Our problem was not that Nick took over at all, but that he took over too late. Had we done all this 18 months earlier (without the unfortunate Ming interlude) we would have reaped enormous benefits from advocating polices that chimed with the feelings of a British public sick of having their money confiscated in ever greater quantities to pay for faceless government to regulate upon ever more minute areas of their lives.

Neither were we ever likely to make that break through that Nick speaks of by continuing with this "Anti-establishment party" nonsense. Either we are a serious party of Government or we are not; if we are not, what is the point of voting for us? You can give the other main parties a much more meaningful kick by voting for UKIP, Galloway or some other extreme form of what they used to stand for.

If there is a real sense of de-motivation and depression in the party - and there is no doubt that in many quarters there is - then the cause is closer to home. Frankly, we activists need to stop sitting around moaning over our organic, Fairtrade, decaf coffees and get on with selling our party to the electorate.

Nothing creates enthusiasm like activity; and nothing breeds success like success.


9 comments:

Oranjepan said...

It's a shame we've just completed delivering our constituency-wide tabloid and don't plan any more focusses until around conference, but maybe the blisters on my feet are reason why my feelings are more positive.

James Graham (Quaequam Blog!) said...

1) My source was not the survey of candidates, I merely noted that it concurs with a lot of the feedback I've had from people, some in surprising quarters.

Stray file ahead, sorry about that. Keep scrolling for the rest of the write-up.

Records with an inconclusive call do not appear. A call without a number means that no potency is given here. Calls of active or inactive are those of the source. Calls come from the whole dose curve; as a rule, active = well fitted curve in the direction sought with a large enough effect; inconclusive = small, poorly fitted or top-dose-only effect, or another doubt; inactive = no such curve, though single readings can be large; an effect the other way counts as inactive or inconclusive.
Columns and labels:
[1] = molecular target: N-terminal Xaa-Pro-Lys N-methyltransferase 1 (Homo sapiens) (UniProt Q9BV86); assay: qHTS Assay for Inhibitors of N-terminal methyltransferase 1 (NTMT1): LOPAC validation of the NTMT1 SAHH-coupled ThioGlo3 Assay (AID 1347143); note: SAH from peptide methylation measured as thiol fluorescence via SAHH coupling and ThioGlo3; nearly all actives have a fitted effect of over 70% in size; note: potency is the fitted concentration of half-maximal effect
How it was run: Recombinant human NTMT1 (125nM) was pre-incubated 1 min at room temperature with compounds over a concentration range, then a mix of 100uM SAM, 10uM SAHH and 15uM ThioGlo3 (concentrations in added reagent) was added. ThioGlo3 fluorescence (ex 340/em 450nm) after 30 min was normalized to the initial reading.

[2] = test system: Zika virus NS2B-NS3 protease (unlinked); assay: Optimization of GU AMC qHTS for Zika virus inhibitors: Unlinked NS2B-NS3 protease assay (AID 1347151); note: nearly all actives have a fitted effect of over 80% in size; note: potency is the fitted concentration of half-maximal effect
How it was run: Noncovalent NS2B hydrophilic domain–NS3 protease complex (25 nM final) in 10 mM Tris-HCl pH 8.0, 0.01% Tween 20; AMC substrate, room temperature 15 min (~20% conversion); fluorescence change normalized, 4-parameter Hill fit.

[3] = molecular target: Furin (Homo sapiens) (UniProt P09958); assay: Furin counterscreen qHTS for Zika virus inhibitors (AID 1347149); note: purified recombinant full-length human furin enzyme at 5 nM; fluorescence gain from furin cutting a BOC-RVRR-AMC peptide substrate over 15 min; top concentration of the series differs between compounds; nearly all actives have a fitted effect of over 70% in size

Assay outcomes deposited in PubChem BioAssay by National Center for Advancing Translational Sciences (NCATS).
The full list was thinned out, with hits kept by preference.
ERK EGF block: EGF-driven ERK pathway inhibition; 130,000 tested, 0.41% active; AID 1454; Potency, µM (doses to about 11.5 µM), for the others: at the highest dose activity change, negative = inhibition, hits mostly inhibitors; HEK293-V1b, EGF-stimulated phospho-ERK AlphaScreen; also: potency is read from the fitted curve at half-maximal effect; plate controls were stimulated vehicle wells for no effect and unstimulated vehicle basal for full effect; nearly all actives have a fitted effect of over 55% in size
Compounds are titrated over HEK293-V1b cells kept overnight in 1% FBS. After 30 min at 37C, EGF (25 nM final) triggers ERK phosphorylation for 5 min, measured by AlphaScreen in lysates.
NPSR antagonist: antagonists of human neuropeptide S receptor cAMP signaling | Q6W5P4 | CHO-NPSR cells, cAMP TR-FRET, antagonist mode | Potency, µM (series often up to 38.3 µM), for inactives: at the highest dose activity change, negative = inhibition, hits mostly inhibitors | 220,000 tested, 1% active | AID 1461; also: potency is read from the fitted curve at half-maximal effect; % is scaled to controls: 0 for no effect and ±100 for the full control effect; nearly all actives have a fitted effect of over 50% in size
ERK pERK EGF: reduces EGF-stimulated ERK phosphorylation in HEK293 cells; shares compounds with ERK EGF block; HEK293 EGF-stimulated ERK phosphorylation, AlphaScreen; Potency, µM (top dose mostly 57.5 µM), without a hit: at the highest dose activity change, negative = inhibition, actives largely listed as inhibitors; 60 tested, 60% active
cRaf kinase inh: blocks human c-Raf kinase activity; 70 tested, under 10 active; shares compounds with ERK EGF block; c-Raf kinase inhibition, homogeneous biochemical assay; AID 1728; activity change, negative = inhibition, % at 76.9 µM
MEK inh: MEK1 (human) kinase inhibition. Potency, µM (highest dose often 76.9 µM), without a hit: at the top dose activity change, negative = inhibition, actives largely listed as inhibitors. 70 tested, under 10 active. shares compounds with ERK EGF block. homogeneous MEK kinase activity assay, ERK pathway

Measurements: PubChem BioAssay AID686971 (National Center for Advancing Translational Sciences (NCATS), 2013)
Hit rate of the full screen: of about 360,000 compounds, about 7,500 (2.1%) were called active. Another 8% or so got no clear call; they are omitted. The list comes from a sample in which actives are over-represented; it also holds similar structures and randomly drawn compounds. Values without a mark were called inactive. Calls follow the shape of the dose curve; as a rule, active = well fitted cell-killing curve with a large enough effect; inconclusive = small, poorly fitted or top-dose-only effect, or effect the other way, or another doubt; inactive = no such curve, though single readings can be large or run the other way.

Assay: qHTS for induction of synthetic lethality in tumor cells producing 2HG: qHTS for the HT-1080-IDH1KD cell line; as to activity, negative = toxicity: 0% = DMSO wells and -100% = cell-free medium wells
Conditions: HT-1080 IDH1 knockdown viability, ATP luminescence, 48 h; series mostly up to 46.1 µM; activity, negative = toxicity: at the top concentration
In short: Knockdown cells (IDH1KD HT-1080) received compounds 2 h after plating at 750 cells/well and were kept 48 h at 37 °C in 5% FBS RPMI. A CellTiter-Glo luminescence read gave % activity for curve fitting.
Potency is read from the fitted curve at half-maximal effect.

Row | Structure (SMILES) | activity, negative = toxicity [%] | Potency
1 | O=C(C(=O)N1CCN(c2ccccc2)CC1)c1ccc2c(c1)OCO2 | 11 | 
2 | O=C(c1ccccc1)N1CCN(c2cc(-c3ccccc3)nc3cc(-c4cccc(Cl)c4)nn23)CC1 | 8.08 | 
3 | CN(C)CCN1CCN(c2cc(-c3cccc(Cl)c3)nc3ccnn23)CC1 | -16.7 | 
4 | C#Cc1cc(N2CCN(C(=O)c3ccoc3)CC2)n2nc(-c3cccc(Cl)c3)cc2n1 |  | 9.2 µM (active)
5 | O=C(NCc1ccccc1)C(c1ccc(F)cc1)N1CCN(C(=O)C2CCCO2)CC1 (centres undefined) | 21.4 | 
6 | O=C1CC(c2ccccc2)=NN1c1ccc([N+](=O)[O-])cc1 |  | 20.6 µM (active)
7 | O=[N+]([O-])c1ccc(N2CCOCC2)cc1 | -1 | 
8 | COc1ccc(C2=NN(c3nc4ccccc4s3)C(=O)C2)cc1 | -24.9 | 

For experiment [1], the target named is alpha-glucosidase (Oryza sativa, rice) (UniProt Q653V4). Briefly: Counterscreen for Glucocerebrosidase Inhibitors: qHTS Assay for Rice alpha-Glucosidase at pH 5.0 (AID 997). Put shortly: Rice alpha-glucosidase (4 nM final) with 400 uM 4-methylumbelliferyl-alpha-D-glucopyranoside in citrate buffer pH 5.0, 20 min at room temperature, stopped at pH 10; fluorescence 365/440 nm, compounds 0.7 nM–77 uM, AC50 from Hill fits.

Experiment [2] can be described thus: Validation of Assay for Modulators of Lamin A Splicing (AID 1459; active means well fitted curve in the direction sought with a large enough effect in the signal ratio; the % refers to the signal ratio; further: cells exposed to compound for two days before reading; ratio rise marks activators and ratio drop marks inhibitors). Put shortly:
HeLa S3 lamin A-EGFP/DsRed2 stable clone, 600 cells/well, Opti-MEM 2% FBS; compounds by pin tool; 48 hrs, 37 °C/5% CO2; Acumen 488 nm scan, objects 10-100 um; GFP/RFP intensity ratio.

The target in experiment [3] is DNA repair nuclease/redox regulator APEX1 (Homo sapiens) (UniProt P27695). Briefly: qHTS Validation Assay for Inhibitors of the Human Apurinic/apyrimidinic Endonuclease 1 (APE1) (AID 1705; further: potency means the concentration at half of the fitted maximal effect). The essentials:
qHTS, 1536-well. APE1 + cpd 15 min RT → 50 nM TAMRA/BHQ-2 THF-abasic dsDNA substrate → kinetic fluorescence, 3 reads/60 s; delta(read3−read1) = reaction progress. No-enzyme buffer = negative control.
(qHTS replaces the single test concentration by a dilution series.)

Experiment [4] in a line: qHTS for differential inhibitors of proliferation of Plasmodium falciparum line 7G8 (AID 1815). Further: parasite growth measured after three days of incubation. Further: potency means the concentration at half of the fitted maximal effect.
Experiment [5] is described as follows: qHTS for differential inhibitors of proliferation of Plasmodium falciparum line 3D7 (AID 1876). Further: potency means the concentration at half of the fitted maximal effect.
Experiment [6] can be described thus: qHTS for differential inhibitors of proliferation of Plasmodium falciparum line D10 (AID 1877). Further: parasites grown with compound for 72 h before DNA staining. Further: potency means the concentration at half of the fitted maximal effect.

2) I did not refer to "The three worst things about being a Lib Dem PPC". I referred to "The three best things about being a Lib Dem PPC." The fact that some of the candidates struggled to come up with three genuinely positive answers surprised me.

3) The reason I acknowledge that there have been positive things as well as negative things are that, um, there have been positive things as well as negative things. Is that so hard to understand?

4) Pardon me for pointing this out, but on the substantive, you appear to agree with pretty much all my criticisms. You'd just rather I didn't point them out to anyone.

5) "Frankly, we activists need to stop sitting around moaning over our organic, Fairtrade, decaf coffees and get on with selling our party to the electorate." Frankly, in the grand scheme of things, I can see a lot more point in writing about where improvements need to be made than in wasting an equal amount of space lecturing people on the dangers of scaring the horses. Why aren't you out delivering?

Jonathan said...

Grumpy, never. Bashful or Dopey, maybe.